We arrive in Naples, the 3rd largest city in Italy after Rome and Milan. Like many seaside ports, Naples built fortresses to defend herself, but not much is left as this was one of the most bombed Italian cities during WWII. Naples is a very industrial town, a stopping off port to the primary destinations of Pompeii, Capri, and the Amalfi Coast. Hmm…which destination should we head to?
Category: Italy (Page 1 of 3)
Catania is the second largest city in Sicily, and is known for it’s seismic history! Yikes!! Our tour guide said that in her lifetime, she has seen the city rebuilt five times. All of the citizens live beneath the active eruptions of Mt. Etna volcano, never knowing if the next eruption is going to take their house. It is one of the most active volcanos in the world and is in a constant state of activity. It has been designated as a decade volcano by the United Nations, and is also a UNESCO world heritage site. Of late, it has erupted in 2001, ’03, ’05, & ’08, with summit eruptions in 2006, ’08, and 2012. Interesting to see, but I sure wouldn’t want to live here!
Ravenna is a city situated right on the Adriatic coast (Italy’s east coast), and has ties back to at least 90 BC. Amazingly, there are five of the eight UNESCO World heritage sites in Ravenna within walking distance of the harbor.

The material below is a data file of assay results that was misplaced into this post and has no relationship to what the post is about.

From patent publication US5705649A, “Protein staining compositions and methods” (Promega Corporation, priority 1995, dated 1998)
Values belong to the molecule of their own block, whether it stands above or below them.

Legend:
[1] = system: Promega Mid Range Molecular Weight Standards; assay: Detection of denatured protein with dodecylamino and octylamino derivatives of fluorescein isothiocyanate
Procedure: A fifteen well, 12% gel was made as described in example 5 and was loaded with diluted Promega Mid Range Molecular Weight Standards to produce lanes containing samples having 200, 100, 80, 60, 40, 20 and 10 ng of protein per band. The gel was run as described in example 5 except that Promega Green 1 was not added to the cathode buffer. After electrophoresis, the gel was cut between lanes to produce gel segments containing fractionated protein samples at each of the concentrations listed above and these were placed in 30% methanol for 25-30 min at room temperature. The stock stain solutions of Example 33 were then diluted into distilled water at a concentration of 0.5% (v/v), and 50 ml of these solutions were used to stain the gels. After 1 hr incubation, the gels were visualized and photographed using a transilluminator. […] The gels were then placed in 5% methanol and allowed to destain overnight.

Although rather simple on it’s exterior, some of the most amazing Byzantine mosaics in all of the western world are held within these walls. The church is of extreme importance in Byzantine art, as it is the only major church from the period of the Emperor Justinian I to survive virtually intact to the present day. It is amazing to see how someone can make a design come alive with pieces of stone and glass less than a centimeter square. Construction of this beautiful church took place in 526.
The splendor is in it’s Bible story telling combined with the beauty and art of the brilliant and colorful mosaics. Seeing these amazing works of art is certainly an unforgettable experience.